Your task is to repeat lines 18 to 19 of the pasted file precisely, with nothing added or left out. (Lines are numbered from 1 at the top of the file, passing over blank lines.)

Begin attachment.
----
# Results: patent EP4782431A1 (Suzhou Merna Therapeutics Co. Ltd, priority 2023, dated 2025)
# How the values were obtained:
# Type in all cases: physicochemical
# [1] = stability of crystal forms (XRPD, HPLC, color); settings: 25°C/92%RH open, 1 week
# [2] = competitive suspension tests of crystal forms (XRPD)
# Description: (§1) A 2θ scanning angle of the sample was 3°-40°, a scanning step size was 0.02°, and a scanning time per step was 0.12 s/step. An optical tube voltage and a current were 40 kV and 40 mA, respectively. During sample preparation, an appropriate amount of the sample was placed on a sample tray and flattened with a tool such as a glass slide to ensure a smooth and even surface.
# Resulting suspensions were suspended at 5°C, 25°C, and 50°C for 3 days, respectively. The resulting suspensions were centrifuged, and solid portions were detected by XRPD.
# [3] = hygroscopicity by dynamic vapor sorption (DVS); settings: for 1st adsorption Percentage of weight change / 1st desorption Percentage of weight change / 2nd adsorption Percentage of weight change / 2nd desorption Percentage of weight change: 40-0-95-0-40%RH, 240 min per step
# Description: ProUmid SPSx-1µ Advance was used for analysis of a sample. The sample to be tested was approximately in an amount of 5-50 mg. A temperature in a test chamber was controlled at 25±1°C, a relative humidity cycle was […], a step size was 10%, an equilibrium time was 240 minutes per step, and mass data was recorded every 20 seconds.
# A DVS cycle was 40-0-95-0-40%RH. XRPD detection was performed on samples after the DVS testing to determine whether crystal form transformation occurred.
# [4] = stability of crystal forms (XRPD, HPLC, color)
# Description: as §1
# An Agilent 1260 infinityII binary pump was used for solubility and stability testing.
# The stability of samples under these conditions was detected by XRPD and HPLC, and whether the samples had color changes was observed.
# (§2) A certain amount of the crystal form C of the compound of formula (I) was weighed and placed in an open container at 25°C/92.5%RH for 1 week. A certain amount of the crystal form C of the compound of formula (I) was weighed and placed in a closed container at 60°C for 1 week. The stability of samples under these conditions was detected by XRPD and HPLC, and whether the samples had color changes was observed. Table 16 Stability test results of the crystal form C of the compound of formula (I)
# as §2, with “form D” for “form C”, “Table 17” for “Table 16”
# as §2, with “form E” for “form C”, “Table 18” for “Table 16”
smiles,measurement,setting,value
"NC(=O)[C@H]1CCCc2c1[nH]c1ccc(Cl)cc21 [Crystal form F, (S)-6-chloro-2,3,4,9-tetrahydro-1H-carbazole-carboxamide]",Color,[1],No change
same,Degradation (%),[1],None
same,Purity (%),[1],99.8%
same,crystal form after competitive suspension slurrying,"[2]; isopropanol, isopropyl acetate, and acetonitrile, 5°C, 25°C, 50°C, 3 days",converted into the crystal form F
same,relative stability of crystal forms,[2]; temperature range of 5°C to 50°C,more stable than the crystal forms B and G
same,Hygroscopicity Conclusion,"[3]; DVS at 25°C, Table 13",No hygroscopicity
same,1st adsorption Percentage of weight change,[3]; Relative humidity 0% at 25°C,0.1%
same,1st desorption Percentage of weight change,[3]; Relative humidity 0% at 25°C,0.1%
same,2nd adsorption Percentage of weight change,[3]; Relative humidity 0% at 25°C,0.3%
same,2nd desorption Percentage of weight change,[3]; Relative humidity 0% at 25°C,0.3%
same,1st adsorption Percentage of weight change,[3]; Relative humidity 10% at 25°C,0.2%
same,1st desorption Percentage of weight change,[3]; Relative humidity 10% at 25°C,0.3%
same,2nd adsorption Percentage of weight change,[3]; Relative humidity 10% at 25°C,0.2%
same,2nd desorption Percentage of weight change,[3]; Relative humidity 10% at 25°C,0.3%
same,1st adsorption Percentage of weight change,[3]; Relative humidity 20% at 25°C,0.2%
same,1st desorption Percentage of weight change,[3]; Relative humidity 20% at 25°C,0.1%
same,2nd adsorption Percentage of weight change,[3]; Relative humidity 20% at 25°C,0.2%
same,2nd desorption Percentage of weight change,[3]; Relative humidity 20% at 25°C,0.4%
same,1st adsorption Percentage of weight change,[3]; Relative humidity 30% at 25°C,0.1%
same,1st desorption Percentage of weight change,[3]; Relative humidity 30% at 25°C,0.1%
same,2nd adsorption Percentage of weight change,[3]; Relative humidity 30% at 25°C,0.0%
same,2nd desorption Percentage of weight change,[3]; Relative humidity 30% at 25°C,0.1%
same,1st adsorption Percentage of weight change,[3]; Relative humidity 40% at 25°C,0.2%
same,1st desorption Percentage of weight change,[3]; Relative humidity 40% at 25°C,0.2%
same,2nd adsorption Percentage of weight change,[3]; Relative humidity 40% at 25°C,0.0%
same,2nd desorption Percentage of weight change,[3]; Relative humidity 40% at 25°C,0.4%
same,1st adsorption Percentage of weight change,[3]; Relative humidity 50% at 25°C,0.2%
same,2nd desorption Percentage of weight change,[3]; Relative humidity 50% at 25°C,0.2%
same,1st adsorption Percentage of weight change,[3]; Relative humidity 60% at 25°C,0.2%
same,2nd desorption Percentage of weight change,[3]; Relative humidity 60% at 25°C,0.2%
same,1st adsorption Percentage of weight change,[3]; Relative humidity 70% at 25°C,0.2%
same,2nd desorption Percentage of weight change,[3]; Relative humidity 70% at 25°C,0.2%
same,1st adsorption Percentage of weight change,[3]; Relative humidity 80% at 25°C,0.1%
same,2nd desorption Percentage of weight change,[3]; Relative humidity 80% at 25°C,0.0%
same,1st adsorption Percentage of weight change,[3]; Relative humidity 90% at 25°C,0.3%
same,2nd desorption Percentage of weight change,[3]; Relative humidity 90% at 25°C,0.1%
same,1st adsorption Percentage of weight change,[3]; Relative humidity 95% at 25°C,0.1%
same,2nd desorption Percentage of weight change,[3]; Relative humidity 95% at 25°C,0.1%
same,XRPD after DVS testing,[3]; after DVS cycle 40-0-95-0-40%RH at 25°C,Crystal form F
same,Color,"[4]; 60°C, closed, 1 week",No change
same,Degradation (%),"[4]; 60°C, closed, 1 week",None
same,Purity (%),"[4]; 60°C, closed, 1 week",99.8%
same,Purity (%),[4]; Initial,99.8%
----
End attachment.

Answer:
smiles,measurement,setting,value
"NC(=O)[C@H]1CCCc2c1[nH]c1ccc(Cl)cc21 [Crystal form F, (S)-6-chloro-2,3,4,9-tetrahydro-1H-carbazole-carboxamide]",Color,[1],No change